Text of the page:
From the Landmark book, “The Adventures of Ulysses”

A few weeks ago, I wrote about “core beliefs” from the book This I Believe II – More Personal Philosophies of Remarkable Men and Women. The project, started back in the early 1950s by legendary radio broadcaster Edward R. Murrow and resurrected by Jay Allison and Dan Gediman in the early 2000s, asked people to write 500 words on “the core belief that guides your life.”

My column generated a few responses. One reader wrote, “I believe we are completely on our own, but that I am not on my own.” I took the “we” to mean Homo Sapiens and the “I” to mean that individual humans are interconnected and interdependent.

Another replied, “I believe that what I believe is not as important as my actions in the world.”

And a third wrote, “I believe in Nature — I’m constantly in awe of it, and all its complexities. I believe in Now — it’s all I have at every moment. Yesterday is gone, tomorrow isn’t here, but I have this present moment. It’s mine (but it keeps slipping away!)”

I’ve narrowed my core beliefs down to three:
I believe life is a journey.
I believe that everyone has a story and each story deserves to be heard.
I believe in the extraordinary ordinary.

What guides my life most, however, is the journey. That’s not original, of course. Homer established this most commonly held of human metaphors in “The Odyssey,” the epic story of the 10-year journey of Odysseus and his men following the Trojan War as they struggled to make their way home to Ithaca. It has long served as an allegory for every person’s journey through life.

In the late 1800s, Alfred Tennyson extended the motif in his stirring poem, “Ulysses,” wherein he imagines the famous wayfarer, back home in Ithaca, grown old and restless, yearning to set out again. “Come my friends,” he enjoins, “’tis not too late to seek a newer world.”

Greek poet C.P. Cavafy followed with his poem, “Ithaka,” in which he advises us to:

… Keep Ithaka always in your mind.
Arriving there is what you’re destined for.
But don’t hurry the journey at all.
Better if it lasts for years,
so you’re old by the time you reach the island,
wealthy with all you’ve gained on the way …

Mary Oliver also embraced the metaphor in her poem, “The Journey”:

… But little by little,
as you left their voices behind,
the stars began to burn
through the sheets of clouds,
and there was a new voice
which you slowly
recognized as your own,
that kept you company
as you strode deeper and deeper
into the world,
determined to do
the only thing you could do —
determined to save
the only life you could save.

We are all on this journey, but not all of us have it fixed in our sights as a guiding principle. I believe that I must choose to take the journey and find out where it will take me. I am not entirely in control. My journey has been, and will be, full of surprises.

I believe my journey is taking me somewhere. To journey is to change, develop, hopefully someday become wiser. A friend tells me he believes life is a journey without a destination. It seems obvious that death is our destination. But it may not be the end. Even the “afterlife,” if it exists, may not be a destination so much as the beginning of a new journey, setting out “like the beam of a lightless star,” as the poet W.S. Merwin wrote.

If death is the end, so be it. I don’t live my life as if an afterlife were assured. Neither do I live as if nothing exists beyond my personal extinction. I believe life is a journey to some end, whatever that ending might prove to be. But I believe it’s not over till it’s over as the great catcher/philosopher Yogi Berra once said. I believe my journey goes on at least until death, and maybe longer.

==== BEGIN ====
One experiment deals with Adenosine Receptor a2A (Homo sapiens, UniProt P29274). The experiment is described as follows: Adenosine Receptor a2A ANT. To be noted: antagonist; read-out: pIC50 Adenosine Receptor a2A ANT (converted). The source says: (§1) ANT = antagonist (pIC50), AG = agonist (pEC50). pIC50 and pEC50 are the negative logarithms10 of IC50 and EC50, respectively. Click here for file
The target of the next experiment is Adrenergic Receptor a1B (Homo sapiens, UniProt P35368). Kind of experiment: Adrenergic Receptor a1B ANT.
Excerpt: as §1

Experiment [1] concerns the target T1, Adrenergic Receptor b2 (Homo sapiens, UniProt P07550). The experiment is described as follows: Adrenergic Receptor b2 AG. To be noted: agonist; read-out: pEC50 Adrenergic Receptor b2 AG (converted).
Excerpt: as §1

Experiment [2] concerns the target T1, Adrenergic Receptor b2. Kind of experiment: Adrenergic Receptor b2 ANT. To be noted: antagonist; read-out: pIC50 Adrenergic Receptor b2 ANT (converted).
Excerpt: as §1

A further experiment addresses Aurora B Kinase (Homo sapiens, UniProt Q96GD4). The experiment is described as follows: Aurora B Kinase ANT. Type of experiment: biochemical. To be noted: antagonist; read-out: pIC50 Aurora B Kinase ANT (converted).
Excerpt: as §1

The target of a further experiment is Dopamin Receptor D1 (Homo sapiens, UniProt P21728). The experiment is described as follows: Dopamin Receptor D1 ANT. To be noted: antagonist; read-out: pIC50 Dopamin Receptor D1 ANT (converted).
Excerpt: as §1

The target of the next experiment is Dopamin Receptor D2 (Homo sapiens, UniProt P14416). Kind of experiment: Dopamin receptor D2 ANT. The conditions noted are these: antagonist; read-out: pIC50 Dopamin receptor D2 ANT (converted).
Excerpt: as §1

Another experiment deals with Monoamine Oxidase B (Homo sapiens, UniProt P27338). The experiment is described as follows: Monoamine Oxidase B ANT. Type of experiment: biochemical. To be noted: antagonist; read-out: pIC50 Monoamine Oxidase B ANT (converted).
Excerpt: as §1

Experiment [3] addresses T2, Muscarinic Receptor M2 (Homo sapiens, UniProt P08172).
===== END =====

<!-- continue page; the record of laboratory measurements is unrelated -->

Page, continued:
The goal of the journey is to better myself and maybe others, to journey as far as I can, given my unique set of circumstances, despite the setbacks that are sure to come, despite my physical and mental diminishments, which are inevitable. Even if I can’t travel, even if I can’t move, I can still journey, which is both external and internal. Hopefully, I’ll keep my wits about me. Hopefully, I’ll still be able to walk and read and think and write. If dementia steals my cognitive abilities, that will end my journey. Until then, I keep going, all the way to the end.

I mention this because on Monday, I turned 70, which is to say I completed my 70th year. I might have 20 more years tops in the best-case scenario. But I also know tomorrow is guaranteed to no one.

I know people who feel they’ve done all they’re going to do in life. The rest is sightseeing, celebrating, enjoying as much as they can. I’m all for sightseeing, as long as it’s part of the journey to seek that newer world, but I also want to activate the better angels of my nature, to widen my consciousness and my horizons, and, if possible, contribute something of real consequence.

It’s not about learning as much as I can. Knowledge amassed is ever at the mercy of memory loss. It’s about seeking wisdom and experiencing the truth and beauty of love. It means taking my one and only life seriously enough to live it, however imperfectly, as fully as possible, to the very end.

I want someday to say, as Tennyson did:

All times I have enjoyed
Greatly, have suffered greatly, both with those
That loved me, and alone …
I am a part of all that I have met …
Though much is taken, much abides; and though
We are not now that strength which in old days
Moved earth and heaven, that which we are, we are,
One equal temper of heroic hearts,
Made weak by time and fate, but strong in will
To strive, to seek, to find,
And not to yield.

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